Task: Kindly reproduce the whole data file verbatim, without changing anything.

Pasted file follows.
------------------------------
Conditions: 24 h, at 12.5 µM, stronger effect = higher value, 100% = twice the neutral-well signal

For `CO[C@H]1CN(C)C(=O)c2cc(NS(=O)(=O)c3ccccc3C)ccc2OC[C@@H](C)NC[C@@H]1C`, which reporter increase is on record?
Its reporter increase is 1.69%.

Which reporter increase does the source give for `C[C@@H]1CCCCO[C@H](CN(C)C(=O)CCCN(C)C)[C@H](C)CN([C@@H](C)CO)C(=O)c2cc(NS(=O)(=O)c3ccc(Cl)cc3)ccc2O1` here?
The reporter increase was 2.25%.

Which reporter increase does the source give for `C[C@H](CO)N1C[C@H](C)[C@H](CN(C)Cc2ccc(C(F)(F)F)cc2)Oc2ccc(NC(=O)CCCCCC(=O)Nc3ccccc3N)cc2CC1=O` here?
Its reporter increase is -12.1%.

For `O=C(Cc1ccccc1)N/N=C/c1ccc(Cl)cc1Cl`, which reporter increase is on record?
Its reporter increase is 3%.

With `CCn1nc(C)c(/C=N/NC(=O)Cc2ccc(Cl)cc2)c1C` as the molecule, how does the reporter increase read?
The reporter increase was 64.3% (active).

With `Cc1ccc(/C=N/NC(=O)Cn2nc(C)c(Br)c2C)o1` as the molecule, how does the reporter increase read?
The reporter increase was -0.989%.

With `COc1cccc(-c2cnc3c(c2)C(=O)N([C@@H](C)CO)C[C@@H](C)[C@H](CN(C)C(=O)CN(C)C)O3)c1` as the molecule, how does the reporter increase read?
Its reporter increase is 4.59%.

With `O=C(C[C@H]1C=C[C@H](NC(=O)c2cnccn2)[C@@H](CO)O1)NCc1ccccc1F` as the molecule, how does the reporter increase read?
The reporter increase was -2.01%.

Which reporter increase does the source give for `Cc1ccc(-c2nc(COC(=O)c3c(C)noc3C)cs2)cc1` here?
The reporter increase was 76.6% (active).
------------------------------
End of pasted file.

Conditions: 24 h, at 12.5 µM, stronger effect = higher value, 100% = twice the neutral-well signal

For `CO[C@H]1CN(C)C(=O)c2cc(NS(=O)(=O)c3ccccc3C)ccc2OC[C@@H](C)NC[C@@H]1C`, which reporter increase is on record?
Its reporter increase is 1.69%.

Which reporter increase does the source give for `C[C@@H]1CCCCO[C@H](CN(C)C(=O)CCCN(C)C)[C@H](C)CN([C@@H](C)CO)C(=O)c2cc(NS(=O)(=O)c3ccc(Cl)cc3)ccc2O1` here?
The reporter increase was 2.25%.

Which reporter increase does the source give for `C[C@H](CO)N1C[C@H](C)[C@H](CN(C)Cc2ccc(C(F)(F)F)cc2)Oc2ccc(NC(=O)CCCCCC(=O)Nc3ccccc3N)cc2CC1=O` here?
Its reporter increase is -12.1%.

For `O=C(Cc1ccccc1)N/N=C/c1ccc(Cl)cc1Cl`, which reporter increase is on record?
Its reporter increase is 3%.

With `CCn1nc(C)c(/C=N/NC(=O)Cc2ccc(Cl)cc2)c1C` as the molecule, how does the reporter increase read?
The reporter increase was 64.3% (active).

With `Cc1ccc(/C=N/NC(=O)Cn2nc(C)c(Br)c2C)o1` as the molecule, how does the reporter increase read?
The reporter increase was -0.989%.

With `COc1cccc(-c2cnc3c(c2)C(=O)N([C@@H](C)CO)C[C@@H](C)[C@H](CN(C)C(=O)CN(C)C)O3)c1` as the molecule, how does the reporter increase read?
Its reporter increase is 4.59%.

With `O=C(C[C@H]1C=C[C@H](NC(=O)c2cnccn2)[C@@H](CO)O1)NCc1ccccc1F` as the molecule, how does the reporter increase read?
The reporter increase was -2.01%.

Which reporter increase does the source give for `Cc1ccc(-c2nc(COC(=O)c3c(C)noc3C)cs2)cc1` here?
The reporter increase was 76.6% (active).